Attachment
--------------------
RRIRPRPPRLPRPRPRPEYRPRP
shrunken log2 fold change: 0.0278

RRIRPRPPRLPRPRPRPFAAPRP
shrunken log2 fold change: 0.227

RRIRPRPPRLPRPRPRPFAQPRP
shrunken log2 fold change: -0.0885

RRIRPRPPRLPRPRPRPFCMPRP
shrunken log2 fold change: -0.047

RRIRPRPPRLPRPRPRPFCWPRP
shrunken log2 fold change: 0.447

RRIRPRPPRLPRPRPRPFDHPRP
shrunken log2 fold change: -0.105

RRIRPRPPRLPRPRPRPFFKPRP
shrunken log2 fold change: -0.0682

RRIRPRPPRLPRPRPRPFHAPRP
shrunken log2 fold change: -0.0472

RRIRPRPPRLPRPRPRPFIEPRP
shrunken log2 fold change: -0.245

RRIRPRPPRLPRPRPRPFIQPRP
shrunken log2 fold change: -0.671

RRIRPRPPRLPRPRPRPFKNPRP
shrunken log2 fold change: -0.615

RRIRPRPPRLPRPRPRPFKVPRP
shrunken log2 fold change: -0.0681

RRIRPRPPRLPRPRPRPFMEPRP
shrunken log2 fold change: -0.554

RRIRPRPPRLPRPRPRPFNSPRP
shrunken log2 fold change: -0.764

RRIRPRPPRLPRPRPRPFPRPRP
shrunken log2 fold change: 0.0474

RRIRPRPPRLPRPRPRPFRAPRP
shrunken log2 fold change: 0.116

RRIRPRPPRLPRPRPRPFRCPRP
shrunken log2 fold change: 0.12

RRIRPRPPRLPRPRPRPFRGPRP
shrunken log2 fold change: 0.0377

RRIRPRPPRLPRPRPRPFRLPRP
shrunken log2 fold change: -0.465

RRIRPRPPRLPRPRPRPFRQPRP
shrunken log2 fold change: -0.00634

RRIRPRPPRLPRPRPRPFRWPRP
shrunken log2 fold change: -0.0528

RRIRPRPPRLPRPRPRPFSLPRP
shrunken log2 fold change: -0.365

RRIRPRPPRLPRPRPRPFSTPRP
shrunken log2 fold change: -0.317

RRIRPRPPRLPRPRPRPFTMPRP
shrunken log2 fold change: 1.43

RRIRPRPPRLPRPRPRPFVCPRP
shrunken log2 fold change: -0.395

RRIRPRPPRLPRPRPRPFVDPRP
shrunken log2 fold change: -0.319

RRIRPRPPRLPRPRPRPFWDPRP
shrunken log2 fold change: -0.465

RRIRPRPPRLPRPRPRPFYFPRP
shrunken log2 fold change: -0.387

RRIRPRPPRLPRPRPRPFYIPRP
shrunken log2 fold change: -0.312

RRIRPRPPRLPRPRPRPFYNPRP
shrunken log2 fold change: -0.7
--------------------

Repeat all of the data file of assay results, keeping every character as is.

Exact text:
RRIRPRPPRLPRPRPRPEYRPRP
shrunken log2 fold change: 0.0278

RRIRPRPPRLPRPRPRPFAAPRP
shrunken log2 fold change: 0.227

RRIRPRPPRLPRPRPRPFAQPRP
shrunken log2 fold change: -0.0885

RRIRPRPPRLPRPRPRPFCMPRP
shrunken log2 fold change: -0.047

RRIRPRPPRLPRPRPRPFCWPRP
shrunken log2 fold change: 0.447

RRIRPRPPRLPRPRPRPFDHPRP
shrunken log2 fold change: -0.105

RRIRPRPPRLPRPRPRPFFKPRP
shrunken log2 fold change: -0.0682

RRIRPRPPRLPRPRPRPFHAPRP
shrunken log2 fold change: -0.0472

RRIRPRPPRLPRPRPRPFIEPRP
shrunken log2 fold change: -0.245

RRIRPRPPRLPRPRPRPFIQPRP
shrunken log2 fold change: -0.671

RRIRPRPPRLPRPRPRPFKNPRP
shrunken log2 fold change: -0.615

RRIRPRPPRLPRPRPRPFKVPRP
shrunken log2 fold change: -0.0681

RRIRPRPPRLPRPRPRPFMEPRP
shrunken log2 fold change: -0.554

RRIRPRPPRLPRPRPRPFNSPRP
shrunken log2 fold change: -0.764

RRIRPRPPRLPRPRPRPFPRPRP
shrunken log2 fold change: 0.0474

RRIRPRPPRLPRPRPRPFRAPRP
shrunken log2 fold change: 0.116

RRIRPRPPRLPRPRPRPFRCPRP
shrunken log2 fold change: 0.12

RRIRPRPPRLPRPRPRPFRGPRP
shrunken log2 fold change: 0.0377

RRIRPRPPRLPRPRPRPFRLPRP
shrunken log2 fold change: -0.465

RRIRPRPPRLPRPRPRPFRQPRP
shrunken log2 fold change: -0.00634

RRIRPRPPRLPRPRPRPFRWPRP
shrunken log2 fold change: -0.0528

RRIRPRPPRLPRPRPRPFSLPRP
shrunken log2 fold change: -0.365

RRIRPRPPRLPRPRPRPFSTPRP
shrunken log2 fold change: -0.317

RRIRPRPPRLPRPRPRPFTMPRP
shrunken log2 fold change: 1.43

RRIRPRPPRLPRPRPRPFVCPRP
shrunken log2 fold change: -0.395

RRIRPRPPRLPRPRPRPFVDPRP
shrunken log2 fold change: -0.319

RRIRPRPPRLPRPRPRPFWDPRP
shrunken log2 fold change: -0.465

RRIRPRPPRLPRPRPRPFYFPRP
shrunken log2 fold change: -0.387

RRIRPRPPRLPRPRPRPFYIPRP
shrunken log2 fold change: -0.312

RRIRPRPPRLPRPRPRPFYNPRP
shrunken log2 fold change: -0.7